Dear Google Maps (@GoogleMaps), you are intolerable in Pittsburgh

Update, November 28, 2019: I found and have finally made note of the location of physical references to Crosstown Boulevard. These are on three highway signs, at some distance from the actual street, and immediately adjacent to each other, on westbound Boulevard of the Allies immediately before the ramp to Interstate 376. As near as I can tell from Google Maps usage, it refers to a connector from the Liberty Bridge to Sixth Avenue. On the ground, at the actual location, it is marked with a street sign that says “Liberty Br.”

Due to my inability to find a real job, even with a Ph.D.,[1] I’ve been stuck driving for Uber and Lyft for much of the last three years.

I’ve driven in California, where the problems with Google Maps were noticeable but sporadic and generally tolerable. I’ve recently moved to Pittsburgh, Pennsylvania, where they are at least an order of magnitude worse. Read more

  1. [1]David Benfell, “About my job hunt,” Not Housebroken, n.d.,

Okay, so really now, assuming they choose to do so, how do the British avoid a hard Brexit?

A while ago, I wrote that Parliament couldn’t solve Brexit, that the British people would have to.[1] It didn’t seem likely that changing prime ministers would change anything and it hasn’t.[2] Now I think it’s too late.
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  1. [1]David Benfell, “About Brexit,” Not Housebroken, May 7, 2019,
  2. [2]Peter Foster and James Rothwell, “Tepid Barnier welcomes Boris Johnson as EU takes ‘wait and see’ approach to Brexit talks,” Telegraph, July 23, 2019,; Jack Maidment, “Brexit latest news: Theresa May’s deal defeated again by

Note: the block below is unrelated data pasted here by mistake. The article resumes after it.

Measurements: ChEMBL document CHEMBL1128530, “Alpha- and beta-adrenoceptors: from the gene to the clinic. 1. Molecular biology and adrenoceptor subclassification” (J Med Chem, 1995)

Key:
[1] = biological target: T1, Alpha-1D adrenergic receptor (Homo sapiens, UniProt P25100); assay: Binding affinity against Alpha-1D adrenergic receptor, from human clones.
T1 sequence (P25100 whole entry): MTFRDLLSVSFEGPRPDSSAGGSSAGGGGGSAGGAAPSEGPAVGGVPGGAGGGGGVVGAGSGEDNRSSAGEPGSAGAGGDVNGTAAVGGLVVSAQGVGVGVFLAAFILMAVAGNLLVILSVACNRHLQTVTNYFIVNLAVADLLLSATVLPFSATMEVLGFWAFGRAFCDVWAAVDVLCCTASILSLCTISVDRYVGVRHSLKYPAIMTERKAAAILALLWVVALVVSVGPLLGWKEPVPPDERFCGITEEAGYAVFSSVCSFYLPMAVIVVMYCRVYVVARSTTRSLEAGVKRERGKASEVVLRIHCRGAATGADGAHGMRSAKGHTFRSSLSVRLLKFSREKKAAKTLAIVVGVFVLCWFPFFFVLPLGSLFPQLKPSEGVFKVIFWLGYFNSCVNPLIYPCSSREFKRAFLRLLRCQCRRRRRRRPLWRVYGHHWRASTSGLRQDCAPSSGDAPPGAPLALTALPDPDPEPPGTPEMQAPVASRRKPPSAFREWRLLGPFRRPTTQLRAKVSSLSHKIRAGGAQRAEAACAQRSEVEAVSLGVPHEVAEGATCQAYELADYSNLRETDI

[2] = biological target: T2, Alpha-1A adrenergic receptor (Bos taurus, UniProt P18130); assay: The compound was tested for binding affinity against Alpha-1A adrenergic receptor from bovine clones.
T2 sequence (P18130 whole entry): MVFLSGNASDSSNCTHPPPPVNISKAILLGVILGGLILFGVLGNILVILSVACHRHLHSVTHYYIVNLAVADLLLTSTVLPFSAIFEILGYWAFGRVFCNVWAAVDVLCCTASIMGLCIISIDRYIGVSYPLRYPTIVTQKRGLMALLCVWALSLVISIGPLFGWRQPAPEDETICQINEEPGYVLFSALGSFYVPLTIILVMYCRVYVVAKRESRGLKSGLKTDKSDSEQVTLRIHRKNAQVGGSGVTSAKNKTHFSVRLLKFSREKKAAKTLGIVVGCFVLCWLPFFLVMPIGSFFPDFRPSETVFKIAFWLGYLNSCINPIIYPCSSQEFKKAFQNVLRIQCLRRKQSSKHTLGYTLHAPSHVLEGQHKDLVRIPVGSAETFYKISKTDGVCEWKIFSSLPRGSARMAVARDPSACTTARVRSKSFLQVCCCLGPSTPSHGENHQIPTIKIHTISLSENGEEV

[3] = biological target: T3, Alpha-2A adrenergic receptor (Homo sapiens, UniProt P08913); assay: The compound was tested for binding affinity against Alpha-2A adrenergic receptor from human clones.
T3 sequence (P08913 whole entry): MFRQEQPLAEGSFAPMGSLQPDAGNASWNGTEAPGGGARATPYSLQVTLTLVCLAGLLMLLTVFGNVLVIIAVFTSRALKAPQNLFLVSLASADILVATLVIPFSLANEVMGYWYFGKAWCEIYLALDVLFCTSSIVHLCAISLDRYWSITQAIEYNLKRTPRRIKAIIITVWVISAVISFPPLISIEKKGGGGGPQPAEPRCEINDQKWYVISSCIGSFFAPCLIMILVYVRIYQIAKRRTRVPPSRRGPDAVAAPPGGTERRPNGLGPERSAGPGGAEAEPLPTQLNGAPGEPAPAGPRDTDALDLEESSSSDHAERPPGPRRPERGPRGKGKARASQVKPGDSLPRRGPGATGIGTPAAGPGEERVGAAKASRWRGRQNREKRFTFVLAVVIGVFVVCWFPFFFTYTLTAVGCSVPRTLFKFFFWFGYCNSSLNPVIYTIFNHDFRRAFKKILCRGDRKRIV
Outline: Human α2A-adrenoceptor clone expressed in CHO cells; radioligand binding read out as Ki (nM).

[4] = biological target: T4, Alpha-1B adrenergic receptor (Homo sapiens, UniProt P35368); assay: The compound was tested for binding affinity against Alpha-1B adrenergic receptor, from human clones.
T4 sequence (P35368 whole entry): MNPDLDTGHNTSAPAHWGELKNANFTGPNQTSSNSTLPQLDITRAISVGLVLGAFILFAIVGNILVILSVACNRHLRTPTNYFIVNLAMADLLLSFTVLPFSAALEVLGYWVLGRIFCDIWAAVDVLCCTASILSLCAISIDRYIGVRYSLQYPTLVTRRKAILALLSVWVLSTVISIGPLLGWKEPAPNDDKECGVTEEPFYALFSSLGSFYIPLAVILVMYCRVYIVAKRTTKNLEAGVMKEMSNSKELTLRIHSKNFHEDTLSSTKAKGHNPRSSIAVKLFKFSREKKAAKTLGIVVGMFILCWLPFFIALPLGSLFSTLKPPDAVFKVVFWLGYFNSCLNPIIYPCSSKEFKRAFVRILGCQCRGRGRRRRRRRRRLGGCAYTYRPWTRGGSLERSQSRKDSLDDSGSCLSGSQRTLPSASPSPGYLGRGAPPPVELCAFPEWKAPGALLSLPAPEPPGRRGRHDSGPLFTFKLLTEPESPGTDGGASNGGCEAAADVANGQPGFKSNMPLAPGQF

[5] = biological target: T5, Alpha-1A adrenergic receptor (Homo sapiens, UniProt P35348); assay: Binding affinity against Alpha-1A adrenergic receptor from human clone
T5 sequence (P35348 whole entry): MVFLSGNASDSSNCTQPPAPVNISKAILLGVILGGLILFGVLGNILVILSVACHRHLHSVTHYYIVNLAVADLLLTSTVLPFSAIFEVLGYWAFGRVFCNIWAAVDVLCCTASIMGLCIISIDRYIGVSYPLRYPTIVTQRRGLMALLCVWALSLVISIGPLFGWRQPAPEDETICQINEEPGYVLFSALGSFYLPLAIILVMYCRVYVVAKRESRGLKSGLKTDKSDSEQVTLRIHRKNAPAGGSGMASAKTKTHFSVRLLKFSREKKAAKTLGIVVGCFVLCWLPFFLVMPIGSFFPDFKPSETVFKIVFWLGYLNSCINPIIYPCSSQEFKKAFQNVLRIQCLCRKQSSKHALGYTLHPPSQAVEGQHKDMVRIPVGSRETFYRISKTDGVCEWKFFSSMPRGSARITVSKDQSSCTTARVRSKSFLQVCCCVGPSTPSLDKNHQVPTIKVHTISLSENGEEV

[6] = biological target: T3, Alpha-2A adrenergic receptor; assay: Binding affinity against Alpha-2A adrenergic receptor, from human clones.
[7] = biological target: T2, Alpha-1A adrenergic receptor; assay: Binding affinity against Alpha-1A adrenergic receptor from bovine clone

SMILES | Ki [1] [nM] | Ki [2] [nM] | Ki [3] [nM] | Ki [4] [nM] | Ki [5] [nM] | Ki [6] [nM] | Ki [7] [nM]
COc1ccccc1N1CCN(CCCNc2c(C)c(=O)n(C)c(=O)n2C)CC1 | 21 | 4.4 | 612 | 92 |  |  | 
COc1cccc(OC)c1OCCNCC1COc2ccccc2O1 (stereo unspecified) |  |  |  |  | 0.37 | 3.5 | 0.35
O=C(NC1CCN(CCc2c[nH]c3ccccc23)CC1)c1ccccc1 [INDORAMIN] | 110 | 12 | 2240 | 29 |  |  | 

58 votes – PM hints at general election to break deadlock,” Telegraph, March 29, 2019,; Anna Mikhailova et al, “Michel Barnier rejects Boris Johnson’s ‘unacceptable’ Brexit plan,” Telegraph, July 25, 2019,; Heather Stewart, Lisa O’Carroll, and Daniel Boffey, “Brussels repels Boris Johnson’s quest for new Brexit deal,” Guardian, July 25, 2019,; Rajeev Syal, “‘Summer’s day massacre’ may spell backbench trouble for Boris Johnson,” Guardian, July 24, 2019,; Ishaan Tharoor, “Boris Johnson’s rise could be a preamble to his fall,” Washington Post, July 23, 2019,; Peter Walker, “Could parliament’s latest amendment stop no-deal Brexit?” Guardian, July 18, 2019,

Heil Trump

Update, July 24, 2019: HTML cleaned up and added citations for YouTube videos. It is possible that one or more videos appear below that did not appear when this was first published. My apologies for any such screw-ups. Regular readers will know this entry is different from how I usually compose posts.

It’s time for a comparison. On the left, Nazi Germany. On the right, the United States: Not all of the latter is from Donald Trump’s presidency, which is actually an important point: What we see today has been developing for a while and might not yet be a culmination. Read more

Not the final frontier

Space: the final frontier.
These are the voyages of the starship Enterprise. Its five-year mission: to explore strange new worlds; to seek out new life and new civilisations; to boldly go where no man has gone before.[1]